Figure-1: Spiked Helmet Sign that is seen in several leads in the 2nd and 3rd ECGs. The insert with the spiked helmet is from Laszlo Littmann’s 2011 Letter to Mayo Clinic Proceedings (See text).



Returning to Figure-1 — a combination of ECG findings may be contributing to the unusual picture we see here, especially in the anterior chest leads of ECG #2 and ECG #3. These include:
  • The Spiked Helmet Sign in leads V2 and V3 of ECG #2 — and in lead V3 of ECG #3. As I outlined in RED — all 3 components of SHS appear to be present in leads V2 and V3 of ECG #2. As outlined in PURPLE — elevation of the isoelectric baseline before the QRS no longer appears to be present in lead V3 of ECG #3 (which was obtained 20 minutes after ECG #2).
  • Other potential contributing factors complicate interpretation of what we are seeing in ECGs #2 and #3. Perhaps some of the ST elevation we see in lead V1 of ECG #2 might be the result of Brugada phenocopy (which is a common transient cause of a Brugada-1 ECG pattern after cardiac arrest). As I alluded to yesterday in my initial commentary — Osborn waves may produce J-point notching in patients with cardiac arrest. As we later learn — the patient in this case does have WPW — and the 4th ECG that was done (shown above) does reveal definite delta wavesHow much of the elevation before the QRS complex in ECG #2 can be attributed to being a delta wave vs the initial component of SHS is uncertain. I suspect we are seeing a combination of the two. Finally — I suspect the coved ST elevation that we see in all 3 anterior leads (V1, V2, V3) in both ECG #2 and ECG #3 is at least in part the result of the Spiked Helmet Sign — which is resolving in ECG #3 (done 20 minutes after ECG #2), and which is essentially gone by the time the 4th ECG (shown above) is done, which was some time after ECG #3, and just before transfer to the cath lab.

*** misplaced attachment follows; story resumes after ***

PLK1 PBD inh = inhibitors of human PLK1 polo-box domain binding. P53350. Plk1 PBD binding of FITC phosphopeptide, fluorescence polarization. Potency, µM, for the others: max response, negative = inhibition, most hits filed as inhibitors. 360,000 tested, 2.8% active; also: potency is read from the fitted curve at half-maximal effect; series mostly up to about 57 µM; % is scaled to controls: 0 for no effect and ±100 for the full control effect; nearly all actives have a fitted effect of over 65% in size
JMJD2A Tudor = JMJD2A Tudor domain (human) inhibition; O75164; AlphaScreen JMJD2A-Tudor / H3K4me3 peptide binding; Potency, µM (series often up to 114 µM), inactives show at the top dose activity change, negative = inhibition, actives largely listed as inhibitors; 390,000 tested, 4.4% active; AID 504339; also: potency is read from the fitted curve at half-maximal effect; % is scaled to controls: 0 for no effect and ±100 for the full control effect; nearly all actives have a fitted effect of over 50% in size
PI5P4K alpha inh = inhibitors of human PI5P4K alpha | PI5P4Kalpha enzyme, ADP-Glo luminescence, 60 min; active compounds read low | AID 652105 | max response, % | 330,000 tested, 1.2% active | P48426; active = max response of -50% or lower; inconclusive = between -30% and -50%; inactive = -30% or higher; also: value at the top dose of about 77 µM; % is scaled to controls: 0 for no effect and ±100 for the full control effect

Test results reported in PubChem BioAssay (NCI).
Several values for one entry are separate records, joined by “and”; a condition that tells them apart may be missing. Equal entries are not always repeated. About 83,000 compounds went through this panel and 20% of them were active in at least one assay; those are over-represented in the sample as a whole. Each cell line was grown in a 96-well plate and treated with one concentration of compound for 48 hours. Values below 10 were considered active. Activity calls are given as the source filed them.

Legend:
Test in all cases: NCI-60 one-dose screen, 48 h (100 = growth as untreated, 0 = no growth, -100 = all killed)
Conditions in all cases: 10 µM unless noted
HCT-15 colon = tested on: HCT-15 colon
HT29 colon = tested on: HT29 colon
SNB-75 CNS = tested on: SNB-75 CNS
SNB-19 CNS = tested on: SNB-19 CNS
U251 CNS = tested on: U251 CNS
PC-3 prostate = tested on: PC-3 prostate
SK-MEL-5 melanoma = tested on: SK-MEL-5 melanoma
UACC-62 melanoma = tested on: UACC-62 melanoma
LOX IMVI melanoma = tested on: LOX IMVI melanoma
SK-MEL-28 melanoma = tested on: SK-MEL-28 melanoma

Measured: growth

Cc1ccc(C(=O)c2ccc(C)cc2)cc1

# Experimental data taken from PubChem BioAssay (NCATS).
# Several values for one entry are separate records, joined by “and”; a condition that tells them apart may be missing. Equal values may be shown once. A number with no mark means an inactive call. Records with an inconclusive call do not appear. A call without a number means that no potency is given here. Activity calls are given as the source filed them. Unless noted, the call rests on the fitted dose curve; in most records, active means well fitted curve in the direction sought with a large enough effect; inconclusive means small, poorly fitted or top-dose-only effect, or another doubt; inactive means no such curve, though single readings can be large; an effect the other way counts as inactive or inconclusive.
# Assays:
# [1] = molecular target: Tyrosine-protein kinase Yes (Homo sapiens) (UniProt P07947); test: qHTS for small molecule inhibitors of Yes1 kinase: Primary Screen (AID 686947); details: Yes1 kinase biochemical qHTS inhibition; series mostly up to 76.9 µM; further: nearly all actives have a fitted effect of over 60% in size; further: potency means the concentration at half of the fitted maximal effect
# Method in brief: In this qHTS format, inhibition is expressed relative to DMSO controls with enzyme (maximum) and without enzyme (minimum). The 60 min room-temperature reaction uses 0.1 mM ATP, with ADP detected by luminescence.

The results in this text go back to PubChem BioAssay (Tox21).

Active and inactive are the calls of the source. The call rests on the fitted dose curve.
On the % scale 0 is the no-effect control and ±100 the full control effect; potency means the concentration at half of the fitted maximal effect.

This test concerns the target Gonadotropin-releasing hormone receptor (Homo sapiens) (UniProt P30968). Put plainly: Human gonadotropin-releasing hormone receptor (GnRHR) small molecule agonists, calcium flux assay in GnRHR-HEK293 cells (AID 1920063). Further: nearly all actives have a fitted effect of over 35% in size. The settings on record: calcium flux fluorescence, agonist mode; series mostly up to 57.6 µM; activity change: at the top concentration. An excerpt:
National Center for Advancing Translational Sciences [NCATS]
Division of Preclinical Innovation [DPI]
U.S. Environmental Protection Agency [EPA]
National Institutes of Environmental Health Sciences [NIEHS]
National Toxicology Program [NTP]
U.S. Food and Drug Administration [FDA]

My Final Thought — I won’t overlook the Spiked Helmet Sign again. Given the extended resuscitation efforts described above by Dr. Smith — recognition of this ECG sign was not needed to tell the providers that the patient was “critical” in this case. That said — Awareness and prompt recognition of SHS may be important in selected cases to: i) Alert you to the high probability of mortality unless underlying predisposing factors can be corrected; andii) Explain the bizarre ECG findings on your patient’s tracing.



3 comments: